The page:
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Away with the roses: An orchestra at Shanghai’s largest green space
From:Shanghai Daily  |  2020-06-06 04:29

IF vast swatches of green is your thing, Shanghai Chenshan Botanical Garden is really a must-visit, especially since you probably spend most of your days in the hustle and bustle of one of the world’s most populous cities.

About an hour’s drive away from the center of Shanghai, the garden is an oasis of nature hidden away in the city’s Songjiang District.

The botanical garden only opened back in 2011, and is spread across an impressive 207 hectares, making it the largest green space in the entire city. It’s made up of a central display area, a conservation area for native plants and a scientific research center. It’s also surrounded by a massive green belt which acts as a buffer zone, stretching 4.5 kilometers in length.

The main garden features 26 themed areas, including the impressive Quarry Garden, which is where a waterfall meets a large pit that was dug three decades ago when the area was a rock quarry. The designers have managed to effectively turn what was an eyesore into a natural wonder.

More than 12,000 species of plants are on display here, 421 of which are rare and endangered, with a focus on plants native to east China. Many of them are found inside the garden’s conservatories, which are large greenhouses covering an area of 3 acres (12,140 square meters).

Research is a key factor at Chenshan, with the Shanghai Chenshan Plant Science Research Center being set up in 2009. Thirteen research groups and around 80 researchers focus mainly on the conservation of endangered plants and the sustainable use of plants as food.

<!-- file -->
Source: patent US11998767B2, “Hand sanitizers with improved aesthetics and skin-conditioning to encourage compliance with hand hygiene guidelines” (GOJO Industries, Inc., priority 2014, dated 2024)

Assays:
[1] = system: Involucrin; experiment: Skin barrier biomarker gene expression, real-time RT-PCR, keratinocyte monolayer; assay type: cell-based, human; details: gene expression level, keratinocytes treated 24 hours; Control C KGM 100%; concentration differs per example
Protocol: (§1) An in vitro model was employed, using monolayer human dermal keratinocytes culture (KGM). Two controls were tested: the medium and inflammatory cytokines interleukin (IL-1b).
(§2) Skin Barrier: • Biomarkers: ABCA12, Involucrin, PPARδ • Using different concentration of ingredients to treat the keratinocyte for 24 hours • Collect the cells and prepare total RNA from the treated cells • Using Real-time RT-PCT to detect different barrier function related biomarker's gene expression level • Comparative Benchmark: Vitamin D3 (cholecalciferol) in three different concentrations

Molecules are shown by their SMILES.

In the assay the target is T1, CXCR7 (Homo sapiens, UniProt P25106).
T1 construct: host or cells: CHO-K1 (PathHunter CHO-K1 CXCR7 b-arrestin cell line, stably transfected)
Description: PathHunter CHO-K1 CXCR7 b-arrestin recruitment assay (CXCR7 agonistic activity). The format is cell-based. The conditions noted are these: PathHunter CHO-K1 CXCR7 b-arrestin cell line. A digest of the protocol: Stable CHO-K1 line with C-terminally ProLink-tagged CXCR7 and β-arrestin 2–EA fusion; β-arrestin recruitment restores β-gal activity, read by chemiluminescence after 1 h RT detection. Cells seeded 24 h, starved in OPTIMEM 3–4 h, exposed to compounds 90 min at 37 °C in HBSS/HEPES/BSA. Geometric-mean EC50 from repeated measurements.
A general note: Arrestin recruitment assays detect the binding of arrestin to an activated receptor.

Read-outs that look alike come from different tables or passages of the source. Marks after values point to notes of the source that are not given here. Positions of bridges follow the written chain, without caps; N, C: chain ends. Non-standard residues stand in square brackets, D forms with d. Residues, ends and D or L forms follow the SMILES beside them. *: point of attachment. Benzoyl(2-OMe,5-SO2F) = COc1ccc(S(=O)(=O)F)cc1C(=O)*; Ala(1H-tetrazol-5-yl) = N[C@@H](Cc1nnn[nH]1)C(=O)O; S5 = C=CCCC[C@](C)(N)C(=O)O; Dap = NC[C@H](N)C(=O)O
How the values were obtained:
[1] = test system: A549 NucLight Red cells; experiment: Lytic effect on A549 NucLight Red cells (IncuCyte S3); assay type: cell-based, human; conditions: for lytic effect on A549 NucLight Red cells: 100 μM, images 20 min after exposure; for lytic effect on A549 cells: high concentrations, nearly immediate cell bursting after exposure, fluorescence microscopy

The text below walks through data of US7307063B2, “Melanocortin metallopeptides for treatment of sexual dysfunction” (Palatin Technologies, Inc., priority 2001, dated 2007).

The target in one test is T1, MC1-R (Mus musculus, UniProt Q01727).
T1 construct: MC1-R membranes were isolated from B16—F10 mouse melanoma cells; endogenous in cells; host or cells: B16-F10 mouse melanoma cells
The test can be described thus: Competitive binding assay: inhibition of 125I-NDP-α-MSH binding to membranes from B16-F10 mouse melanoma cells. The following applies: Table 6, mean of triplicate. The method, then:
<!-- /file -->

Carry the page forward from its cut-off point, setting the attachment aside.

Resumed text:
The best news is that the garden is open to the public, and it’s accessible by Metro.

Outdoor concert

Classical music and orchestral performances, while admittedly beautiful, aren’t really on the top of my list when it comes to finding something to do on a Saturday evening, but when my boss asked if I’d like to go along to the first outdoor concert since much of the world went into lockdown over COVID-19, I couldn’t really say no.

When I woke up in the morning and heard rain pattering down on the roof, I started to regret agreeing just a little bit, but taking part in a world first — and getting to check out the Chenshan Botanical Garden — was enough of an incentive.

Any regrets about going along to an outdoor concert in the rain were allayed when we finally arrived at the garden and were taken around for a special tour.

It might have been wet and soggy, but the rain only added to the experience of nature and wilderness, a much-needed escape from the constant rumble and gray of the city center. And luckily I remembered to wear my only pair of waterproof shoes.

By the time we made it to the concert site around 6pm — having toured some major part of the garden and eaten some local snacks — the musicians and singers were already gathering behind the stage and waiting for their first stage performances in months, ever since China was hit by novel coronavirus.

One performer, violinist Wang Zhijiong said she’s enjoyed playing alone over the past few months, but missed performing for an audience during the epidemic.

“This is my first show since the end of January,” she told one of our reporters. Performing on stage again “feels like I’m a fish returning to the sea after being stuck in a fish tank.”

The rain dampened the enthusiasm of some audience members, but those who came out anyway were treated to an exhilarating show, despite enjoying it under the weight of disposable raincoats soaked in early summer rain. Umbrellas, obviously, were a no-no, considering they’d ruin the view for anyone sitting behind.

I’m still not a huge fan of classical music, though, but I’ll definitely visit the Chenshan Botanical Garden again, maybe even for another concert.